Two gunmen were killed after opening fire on a security officer outside a contest to draw the Muslim prophet Muhammad.
The men drove up to the Curtis Culwell Center in Garland, Texas, as the event was scheduled to end and began shooting at the security officer. Garland police officers returned fire, killing the men.
The event inside was a contest hosted by the New York-based American Freedom Defense Initiative that would award $10,000 for the best cartoon depicting Muhammad.
A police spokesman said that authorities were searching the gunmen's vehicle for explosives, saying: "Because of the situation of what was going on today and the history of what we've been told has happened at other events like this, we are considering their car (is) possibly containing a bomb."
Drawings such at the ones featured at the Texas event are deemed insulting to many followers of Islam and have sparked violence around the world. According to mainstream Islamic tradition, any physical depiction of the Prophet Muhammad — even a respectful one — is considered blasphemous.
In January, 12 people were killed by gunmen in an attack against the Paris office of the satirical newspaper Charlie Hebdo, which had lampooned Islam and other religions and used depictions of Muhammad.
Another deadly shooting occurred the following month at a free speech event in Copenhagen featuring an artist who had caricatured the prophet.
The Southern Poverty Law Center, which tracks hate groups in the US, lists the American Defense Initiative as an extremist anti-Muslim group.
The Curtis Culwell Center, a school-district owned public events space, was evacuated after the shooting, as were some surrounding businesses. The evacuation was lifted several hours later.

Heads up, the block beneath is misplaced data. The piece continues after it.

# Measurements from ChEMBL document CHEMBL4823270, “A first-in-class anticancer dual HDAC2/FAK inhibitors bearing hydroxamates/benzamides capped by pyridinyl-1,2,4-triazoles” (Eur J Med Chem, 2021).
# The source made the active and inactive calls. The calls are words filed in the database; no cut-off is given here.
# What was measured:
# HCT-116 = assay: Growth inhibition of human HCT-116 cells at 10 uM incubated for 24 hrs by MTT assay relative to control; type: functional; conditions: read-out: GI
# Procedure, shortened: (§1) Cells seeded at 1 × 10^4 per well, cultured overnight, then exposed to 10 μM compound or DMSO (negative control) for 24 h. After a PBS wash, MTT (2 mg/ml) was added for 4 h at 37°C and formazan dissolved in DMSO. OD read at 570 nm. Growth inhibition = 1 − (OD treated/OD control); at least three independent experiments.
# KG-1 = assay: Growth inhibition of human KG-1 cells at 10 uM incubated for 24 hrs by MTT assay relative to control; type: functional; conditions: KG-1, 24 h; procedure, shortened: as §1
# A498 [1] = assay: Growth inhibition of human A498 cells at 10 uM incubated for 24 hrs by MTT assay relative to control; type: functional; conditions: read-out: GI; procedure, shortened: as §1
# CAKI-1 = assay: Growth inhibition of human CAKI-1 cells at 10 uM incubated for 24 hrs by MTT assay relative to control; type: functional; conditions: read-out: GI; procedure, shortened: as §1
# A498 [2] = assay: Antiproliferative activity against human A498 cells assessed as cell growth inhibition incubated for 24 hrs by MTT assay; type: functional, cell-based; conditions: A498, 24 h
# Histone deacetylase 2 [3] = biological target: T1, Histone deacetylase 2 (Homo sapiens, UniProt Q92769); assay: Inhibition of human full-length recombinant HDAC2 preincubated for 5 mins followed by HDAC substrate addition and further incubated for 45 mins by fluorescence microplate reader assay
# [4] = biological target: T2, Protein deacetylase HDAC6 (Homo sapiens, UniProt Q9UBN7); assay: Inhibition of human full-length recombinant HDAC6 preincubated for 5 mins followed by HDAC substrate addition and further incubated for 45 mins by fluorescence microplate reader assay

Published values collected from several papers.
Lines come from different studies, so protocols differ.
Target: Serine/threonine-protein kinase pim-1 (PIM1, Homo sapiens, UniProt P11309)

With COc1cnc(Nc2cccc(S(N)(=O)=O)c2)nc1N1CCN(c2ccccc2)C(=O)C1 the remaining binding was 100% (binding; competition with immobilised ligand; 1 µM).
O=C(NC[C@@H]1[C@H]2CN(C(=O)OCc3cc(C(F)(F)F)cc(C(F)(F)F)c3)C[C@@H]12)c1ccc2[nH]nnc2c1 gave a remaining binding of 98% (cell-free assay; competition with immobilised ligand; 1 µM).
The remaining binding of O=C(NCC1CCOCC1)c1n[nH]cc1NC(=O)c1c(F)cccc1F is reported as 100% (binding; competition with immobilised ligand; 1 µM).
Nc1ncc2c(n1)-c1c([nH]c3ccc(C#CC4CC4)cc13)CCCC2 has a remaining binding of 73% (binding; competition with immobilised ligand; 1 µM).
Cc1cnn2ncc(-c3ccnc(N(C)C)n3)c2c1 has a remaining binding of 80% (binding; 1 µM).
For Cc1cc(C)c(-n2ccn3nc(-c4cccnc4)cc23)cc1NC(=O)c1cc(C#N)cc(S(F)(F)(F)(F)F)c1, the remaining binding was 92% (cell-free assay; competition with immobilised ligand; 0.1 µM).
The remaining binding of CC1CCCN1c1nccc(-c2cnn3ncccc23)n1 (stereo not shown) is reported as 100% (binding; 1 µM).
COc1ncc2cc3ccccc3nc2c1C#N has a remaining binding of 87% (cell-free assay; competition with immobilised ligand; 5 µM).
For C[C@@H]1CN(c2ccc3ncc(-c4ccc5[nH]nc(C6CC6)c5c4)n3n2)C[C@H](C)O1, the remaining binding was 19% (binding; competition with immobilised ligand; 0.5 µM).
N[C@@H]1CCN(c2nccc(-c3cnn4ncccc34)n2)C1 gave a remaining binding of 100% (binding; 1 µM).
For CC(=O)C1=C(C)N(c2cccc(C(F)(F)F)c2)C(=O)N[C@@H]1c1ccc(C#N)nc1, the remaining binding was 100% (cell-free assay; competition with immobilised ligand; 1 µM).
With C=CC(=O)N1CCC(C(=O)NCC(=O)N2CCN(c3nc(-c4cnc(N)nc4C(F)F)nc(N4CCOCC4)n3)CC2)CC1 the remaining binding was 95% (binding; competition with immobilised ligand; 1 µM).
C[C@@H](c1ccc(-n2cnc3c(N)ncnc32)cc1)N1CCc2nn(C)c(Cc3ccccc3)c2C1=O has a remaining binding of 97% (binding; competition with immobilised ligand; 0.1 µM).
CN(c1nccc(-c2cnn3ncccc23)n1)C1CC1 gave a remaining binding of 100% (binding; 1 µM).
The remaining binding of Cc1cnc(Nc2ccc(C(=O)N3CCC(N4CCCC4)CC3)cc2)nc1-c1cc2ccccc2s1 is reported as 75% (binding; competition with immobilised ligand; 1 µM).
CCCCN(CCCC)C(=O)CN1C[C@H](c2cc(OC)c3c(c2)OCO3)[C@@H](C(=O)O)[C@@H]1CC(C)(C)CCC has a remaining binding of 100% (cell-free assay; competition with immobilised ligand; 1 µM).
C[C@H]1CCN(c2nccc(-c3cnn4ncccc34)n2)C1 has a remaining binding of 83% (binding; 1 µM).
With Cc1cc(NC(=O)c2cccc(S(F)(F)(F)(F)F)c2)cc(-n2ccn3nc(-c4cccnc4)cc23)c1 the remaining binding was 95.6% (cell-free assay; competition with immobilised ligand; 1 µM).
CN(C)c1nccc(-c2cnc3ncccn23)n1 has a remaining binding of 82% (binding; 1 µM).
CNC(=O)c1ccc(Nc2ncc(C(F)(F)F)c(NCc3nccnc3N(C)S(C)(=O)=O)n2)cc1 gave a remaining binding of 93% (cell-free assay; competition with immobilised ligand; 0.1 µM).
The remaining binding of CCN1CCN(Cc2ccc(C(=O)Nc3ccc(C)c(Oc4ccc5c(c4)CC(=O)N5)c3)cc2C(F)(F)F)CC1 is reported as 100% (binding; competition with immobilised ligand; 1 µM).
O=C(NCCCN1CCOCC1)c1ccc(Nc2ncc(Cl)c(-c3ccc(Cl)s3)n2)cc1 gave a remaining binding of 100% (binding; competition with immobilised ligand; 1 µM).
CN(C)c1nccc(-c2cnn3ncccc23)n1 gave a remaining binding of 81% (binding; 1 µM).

Police helicopters circled overhead as bomb squads worked on the car. The bodies of the gunmen, who had not yet been identified, were not immediately taken from the scene because they were too close to the car. The spokesman said they would be removed once the car was cleared.
The wounded security officer, who was unarmed, was treated and released from a local hospital.
Additional security was in place for Sunday's event. The sponsoring group has said it paid $10,000 for off-duty police officers and other private security.
The event featured speeches by American Freedom Defense Initiative president Pamela Geller and Geert Wilders, a Dutch lawmaker known for his outspoken criticism of Islam. Wilders, who received several standing ovations from the crowd, left immediately after his speech.
After the shooting, authorities escorted about 75 contest attendees to another room in the conference center, where a woman held up an American flag, and the crowd sang "God Bless America".
The group was then taken to a separate location, where they were held for about two hours until being briefly questioned by FBI agents and released.
Johnny Roby of Oklahoma City, Oklahoma, who was attending the contest, told the Associated Press he was outside the building when he heard about 20 shots that appeared to be coming from the direction of a passing car.
He said he then heard two single shots. He said he heard officers yell that they had the car before he was sent inside the building.
Geller said that the shooting showed how "needed our event really was".
Geller's group is known for mounting a campaign against the building of an Islamic center blocks from the World Trade Center site and for buying advertising space in cities across the US criticising Islam.
When a Chicago-based nonprofit held a January fundraiser in Garland designed to help Muslims combat negative depictions of their faith, Geller spearheaded about 1,000 picketers at the event.
One chanted: "Go back to your own countries! We don't want you here!" Others held signs with messages such as, "Insult those who behead others," an apparent reference to recent beheadings by the militant group Islamic State.Suggest a correction